File System

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					File System Implementation

 Yejin Choi (ychoi@cs.cornell.edu)
Layered File System
      • Logical File System
        – Maintains file structure via
          FCB (file control block)
      • File organization module
        – Translates logical block to
          physical block
      • Basic File system
        – Converts physical block to disk
          parameters (drive 1, cylinder
          73, track 2, sector 10 etc)
      • I/O Control
        – Transfers data between
          memory and disk
      Physical Disk Structure
• Parameters to read
  from disk:
  – cylinder(=track) #
  – platter(=surface) #
  – sector #
  – transfer size
             File system Units
• Sector – the smallest unit that can be accessed
  on a disk (typically 512 bytes)

• Block(or Cluster) – the smallest unit that can
  be allocated to construct a file

• What’s the actual size of 1 byte file on disk?
   – takes at least one cluster,
   – which may consist of 1~8 sectors,
   – thus 1byte file may require ~4KB disk space.
Sector~Cluster~File layout
       FCB – File Control Block
• Contains file attributes + block locations
   – Permissions
   – Dates (create, access, write)
   – Owner, group, ACL (Access Control List)
   – File size
   – Location of file contents
• UNIX File System  I-node
• FAT/FAT32  part of FAT (File Alloc. Table)
• NTFS  part of MFT (Master File Table)
                Partitions
• Disks are broken into one or more
  partitions.
• Each partition can have its own file system
  method (UFS, FAT, NTFS, …).
A Disk Layout for A File System

        Boot    Super   File descriptors
                                           File data blocks
        block   block       (FCBs)

• Super block defines a file system
  –   size of the file system
  –   size of the file descriptor area
  –   start of the list of free blocks
  –   location of the FCB of the root directory
  –   other meta-data such as permission and times
• Where should we put the boot image?
                Boot block
• Dual Boot
  – Multiple OS can be installed in one machine.
  – How system knows what/how to boot?


• Boot Loader
  – Understands different OS and file systems.
  – Reside in a particular location in disk.
  – Read Boot Block to find boot image.
           Block Allocation
• Contiguous allocation
• Linked allocation
• Indexed allocation
Contiguous Block Allocation
      Contiguous Block Allocation
• Pros:
  – Efficient read/seek. Why?
   disk location for both
    sequential & random
    access can be obtained
    instantly.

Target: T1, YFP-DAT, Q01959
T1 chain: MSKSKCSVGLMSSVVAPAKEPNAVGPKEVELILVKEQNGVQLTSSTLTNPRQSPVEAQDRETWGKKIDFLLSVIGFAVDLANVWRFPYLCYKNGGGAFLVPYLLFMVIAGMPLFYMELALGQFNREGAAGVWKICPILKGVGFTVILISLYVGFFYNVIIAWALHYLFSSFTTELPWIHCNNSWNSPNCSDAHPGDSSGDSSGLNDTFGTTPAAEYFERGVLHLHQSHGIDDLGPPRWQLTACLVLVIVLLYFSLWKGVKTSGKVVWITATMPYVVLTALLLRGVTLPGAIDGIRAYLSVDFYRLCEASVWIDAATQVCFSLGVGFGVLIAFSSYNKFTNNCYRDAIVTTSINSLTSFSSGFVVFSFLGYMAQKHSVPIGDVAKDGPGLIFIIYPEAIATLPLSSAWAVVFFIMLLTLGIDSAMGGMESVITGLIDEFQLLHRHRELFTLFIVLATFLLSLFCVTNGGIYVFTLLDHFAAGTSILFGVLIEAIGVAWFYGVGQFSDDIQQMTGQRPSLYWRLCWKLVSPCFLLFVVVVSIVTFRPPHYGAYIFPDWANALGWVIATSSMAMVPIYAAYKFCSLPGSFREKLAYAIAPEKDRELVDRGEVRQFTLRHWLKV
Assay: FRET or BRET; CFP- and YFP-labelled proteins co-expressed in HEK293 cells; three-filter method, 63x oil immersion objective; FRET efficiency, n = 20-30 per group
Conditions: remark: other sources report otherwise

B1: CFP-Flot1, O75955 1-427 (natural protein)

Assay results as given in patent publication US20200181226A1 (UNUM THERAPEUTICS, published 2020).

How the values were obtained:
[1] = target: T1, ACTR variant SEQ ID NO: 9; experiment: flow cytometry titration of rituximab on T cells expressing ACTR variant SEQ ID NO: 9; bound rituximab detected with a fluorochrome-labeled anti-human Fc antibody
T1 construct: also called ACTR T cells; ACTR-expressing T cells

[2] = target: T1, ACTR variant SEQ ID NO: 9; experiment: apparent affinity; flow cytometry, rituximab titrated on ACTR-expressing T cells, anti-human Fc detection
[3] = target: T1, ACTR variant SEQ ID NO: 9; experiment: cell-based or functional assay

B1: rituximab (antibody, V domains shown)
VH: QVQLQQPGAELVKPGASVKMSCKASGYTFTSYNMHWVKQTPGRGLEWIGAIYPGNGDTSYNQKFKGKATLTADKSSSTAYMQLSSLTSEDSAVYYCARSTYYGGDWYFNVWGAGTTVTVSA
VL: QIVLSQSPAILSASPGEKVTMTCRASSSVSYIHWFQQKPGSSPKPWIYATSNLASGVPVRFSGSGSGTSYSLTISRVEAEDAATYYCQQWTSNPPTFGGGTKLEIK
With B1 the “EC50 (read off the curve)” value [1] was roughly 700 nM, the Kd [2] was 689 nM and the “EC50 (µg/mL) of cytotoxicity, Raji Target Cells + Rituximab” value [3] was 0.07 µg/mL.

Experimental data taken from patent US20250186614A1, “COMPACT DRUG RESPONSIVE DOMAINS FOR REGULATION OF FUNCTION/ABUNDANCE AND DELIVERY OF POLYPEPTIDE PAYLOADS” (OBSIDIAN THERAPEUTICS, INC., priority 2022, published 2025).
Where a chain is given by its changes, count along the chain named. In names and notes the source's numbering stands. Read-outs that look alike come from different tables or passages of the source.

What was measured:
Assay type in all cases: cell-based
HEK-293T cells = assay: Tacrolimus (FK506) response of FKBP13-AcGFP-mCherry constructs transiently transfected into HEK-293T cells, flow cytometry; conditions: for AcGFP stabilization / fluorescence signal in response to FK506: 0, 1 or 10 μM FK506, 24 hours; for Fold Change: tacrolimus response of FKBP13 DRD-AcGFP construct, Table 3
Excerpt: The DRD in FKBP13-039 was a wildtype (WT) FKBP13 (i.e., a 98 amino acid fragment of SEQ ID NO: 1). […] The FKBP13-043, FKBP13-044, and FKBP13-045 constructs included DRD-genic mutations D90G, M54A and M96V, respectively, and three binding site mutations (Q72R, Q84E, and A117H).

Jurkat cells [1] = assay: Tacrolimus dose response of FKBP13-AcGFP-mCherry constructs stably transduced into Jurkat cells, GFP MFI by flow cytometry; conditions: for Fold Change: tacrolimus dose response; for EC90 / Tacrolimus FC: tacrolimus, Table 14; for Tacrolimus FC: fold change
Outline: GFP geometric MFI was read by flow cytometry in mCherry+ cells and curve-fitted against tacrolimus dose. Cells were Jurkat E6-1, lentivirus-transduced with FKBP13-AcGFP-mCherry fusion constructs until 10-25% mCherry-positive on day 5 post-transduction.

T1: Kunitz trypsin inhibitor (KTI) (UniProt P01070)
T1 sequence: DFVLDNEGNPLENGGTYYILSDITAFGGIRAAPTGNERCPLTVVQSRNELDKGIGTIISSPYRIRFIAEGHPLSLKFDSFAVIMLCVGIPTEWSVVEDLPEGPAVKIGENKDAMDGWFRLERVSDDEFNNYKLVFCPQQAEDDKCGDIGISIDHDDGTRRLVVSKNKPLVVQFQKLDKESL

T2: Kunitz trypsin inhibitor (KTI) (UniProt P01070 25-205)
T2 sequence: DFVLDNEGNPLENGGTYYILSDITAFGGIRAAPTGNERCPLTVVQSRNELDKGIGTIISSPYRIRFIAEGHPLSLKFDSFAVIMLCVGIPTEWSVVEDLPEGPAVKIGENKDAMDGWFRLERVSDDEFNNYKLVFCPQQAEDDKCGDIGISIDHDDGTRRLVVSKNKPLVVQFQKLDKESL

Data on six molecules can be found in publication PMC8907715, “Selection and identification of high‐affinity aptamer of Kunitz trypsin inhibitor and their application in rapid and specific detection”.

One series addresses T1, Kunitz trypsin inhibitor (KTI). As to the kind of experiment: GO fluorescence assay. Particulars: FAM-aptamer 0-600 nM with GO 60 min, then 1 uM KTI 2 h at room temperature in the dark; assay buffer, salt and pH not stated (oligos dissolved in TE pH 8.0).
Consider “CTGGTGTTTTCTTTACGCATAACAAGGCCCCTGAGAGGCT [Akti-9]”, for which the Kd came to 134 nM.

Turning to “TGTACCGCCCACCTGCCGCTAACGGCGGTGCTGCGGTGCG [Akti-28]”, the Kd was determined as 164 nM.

 Spatial locality in disk
     Contiguous Block Allocation
• Pros:
   – Efficient read/seek. Why?
    disk location for both
     sequential & random access
     can be obtained instantly.
    Spatial locality in disk


• Cons:
   – When creating a file, we don’t
     know how many blocks may
     be required…
    what happens if we run out of
     contiguous blocks?
   – Disk fragmentation!
Linked Block Allocation
           Linked Block Allocation
• Pros:
  – Less fragmentation
  – Flexible file allocation
           Linked Block Allocation
• Pros:
  – Less fragmentation
  – Flexible file allocation

• Cons:
  – Sequential read requires
    disk seek to jump to the
    next block. (Still not too
    bad…)
  – Random read will be
    very inefficient!!
  O(n) time seek operation
    (n = # of blocks in the file)
         Indexed Block Allocation
• Maintain an array of
  pointers to blocks.

• Random access
  becomes as easy as
  sequential access!

• UNIX File System
    Free Space Management
• What happens when a file is deleted?
   We need to keep track of free blocks…

• Bit Vector (or BitMap)
• Linked List
Bit Vector (= Bit Map)
           Bit Vector (= Bit Map)
• Pros
  – Could be very efficient with hardware support
  – We can find n number of free blocks at once.
• Cons
  – Bitmap size grows as disk size grows. Inefficient if
    entire bitmap can’t be loaded into memory.
Linked List
                        Linked List
• Pros
  – No need to keep global table.


• Cons
  – We have to access each block
    in the disk one by one to find
    more than one free block.
  – Traversing the free list may
    require substantial I/O
UNIX file layout overview
                     I-node
• FCB(file control block) of UNIX

• Each i-node contains 15 block pointers
  – 12 direct block pointers and 3 indirect
    (single,double,triple) pointers.

• Block size is 4K
   Thus, with 12 direct pointers, first 48K are
   directly reachable from the i-node.
I-node block indexing
      I-node addressing space
Recall block size is 4K, then
Indirect block contains 1024(=4KB/4bytes)entries

• A single-indirect block can address
  1024 * 4K = 4M data
• A double-indirect block can address
  1024 * 1024 * 4K = 4G data
• A triple-indirect block can address
  1024 * 1024 * 1024 * 4K = 4T data

Any Block can be found with at most 3 indirections.
File Layout in UNIX
      Partition layout in UNIX



• Boot block
• Super block
• FCBs
  – (I-nodes in Unix, FAT or MST in Windows)
• Data blocks
             Unix Directory
• Internally, same as a file.
• A file with a type field as a directory.
  – so that only system has certain access
    permissions.
• <File name, i-node number> tuples.
             Unix Directory Example
            - how to look up /usr/bob/mbox ?
Root Directory                Block 132                 Block 406
 1     .                       6    .
                  I-node 6                  I-node 26   26     .
 1     ..                      1    ..
                                                         6      ..
 4    bin                     26   bob
                                                        12   grants
 7    dev                     17   jeff
                                                        81    books